On the first day of the 70th edition of the Cannes Film Festival, I became a victim of what long-timers here jokingly call the caste system. It has to do with the colours of the badges. The most coveted colour is white. You get a white badge, and you can swan in and out of screenings without waiting in line. Next, pink with a yellow dot. Then pink, blue, yellow, orange — the last two categories for bloggers and the like. I snagged a blue, which I was told wasn’t bad for a first-timer, but that only meant I got priority over orange and yellow. It still couldn’t get me into the screening of Sea Sorrow, Vanessa Redgrave’s debut as director, “a personal, dynamic meditation on the current global refugee crisis”.
Standing in line for the press screening of Arnaud Desplechin’s Les Fantômes D’Ismaël, the amiable man in front of me – a Turk doing his PhD in Film Studies in the US – narrated a horror story from a year ago. A white badger, climbing the stairs ahead of the others, actually turned back and clicked a picture of the long queues of the colours below him. Cannes snobbery? Or just the fist-in-the-air equivalent of a traveller who knows he never needs to fly Economy again?
Thierry Fremaux holds a post that sounds like something in the army: delegate general. Considering what he does, though, the analogy sounds right. He is in charge of both the artistic direction and the overall management of the festival. He continued the theme of caste/class wars when Screen magazine asked how his life changed when he transformed from festival-goer (“one of those people roaming the pavement in front of the Palais at eight in the morning, demanding a place”) to festival team member. He simply said, “I was a beggar and I became a prince.”
Fremaux sold his festival in a most convincing fashion when asked whether cinema would exist in 70 years’ time. “Since its beginnings, people have been announcing the death of cinema, but it has always survived. Of course, the world is changing, practices are evolving. My children spend their time surfing the net, but if I say we are going to the cinema on a Saturday, they jump for joy. It’s like going to a theatre, a stadium or a concert. I love Bruce Springsteen’s records but he is even better in concert. Cinema is the same. Cannes Film Festival is the equivalent of 15 concerts a day.”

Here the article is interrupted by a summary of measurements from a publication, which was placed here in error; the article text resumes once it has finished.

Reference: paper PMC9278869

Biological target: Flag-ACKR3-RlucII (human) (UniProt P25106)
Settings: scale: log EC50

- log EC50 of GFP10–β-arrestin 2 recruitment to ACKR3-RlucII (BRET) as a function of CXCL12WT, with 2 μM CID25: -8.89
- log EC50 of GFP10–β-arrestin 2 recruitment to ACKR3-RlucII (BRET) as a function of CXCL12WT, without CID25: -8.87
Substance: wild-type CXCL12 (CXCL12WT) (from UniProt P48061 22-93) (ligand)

The Desplechin film was a typically confounding affair. It begins with a discussion at the Ministry of Foreign Affairs, where ominous-looking men talk about a secret agent named Ivan Daedalus (Louis Garrel), who’s fallen off the radar. Then, we discover that this is a film being shot by a director named Ismael (Mathieu Amalric), and that the two stories are mirrors. Ismael’s wife Carlotta (Marion Cotillard) has fallen off the radar, and during her disappearance, she has been with men from all over the world, including one in New Delhi. (In other words, she’s been having “foreign affairs.”) As Carlotta narrates this New Delhi story, we get flute and see-tahr music, the kind that’s heard in restaurants in the US named Taj Mahal or Kohinoor.
In a way, Les Fantômes D’Ismaël was the perfect film to open the festival (it played Out of Competition), because it’s about the real (Ismael’s story) and the reel (Ivan’s), and how much one feeds off the other. Also, it’s a maze of movie references. The name Carlotta goes back to Hitchcock, whose Vertigo was about a woman named Carlotta who, well, went off the radar. The technique of an under-production film reflecting current events in a life goes back to The French Lieutenant’s Woman. And what about Desplechin’s own oeuvre? Names (Daedalus) and locations (Tajikistan) from earlier films — plus his regular leading man, Amalric.
The filmmaking is as free-wheeling as ever. A scene’s editing pattern keeps alternating between hard cuts and dissolves. Entire flashbacks are reduced to monologues delivered in close-up. A sex scene is shot in close-ups too, not just of the faces but the bodies as well. Cotillard dances to Bob Dylan’s It Ain’t Me Babe (key lyric that defines her: “I’m not the one you want.”) And there’s a third narrative in here, set two years before the present, about how Ismael got together with Sylvia (Charlotte Gainsbourg).
This stretch has the film’s loveliest scene, where Ismael asks to see Sylvia’s apartment and she says no and he begs and she relents. Inside, he pokes around, sits on the bed and tests its comfort level, looks around some more and then declares it’s all very pretty. She asks if he isn’t going to kiss her. He shakes his head and leaves, with the happiness that should they decide to become a couple, at least the house is going to pose no problem.
But what — other than the often-seen theme of life imitating art — is this all about? Desplechin once said, “When I am writing the script I don’t predict the way I will shoot it. So on the set I’m trying to surprise myself, I’m trying to surprise the crew and the actors.” But this process of discovery would be better if the audience was similarly engaged. With these actors, the film isn’t a write-off, though, especially with Cotillard’s nude scene revealing a stunningly perfect body. Forget filmmakers, painters and sculptors would die for her dates.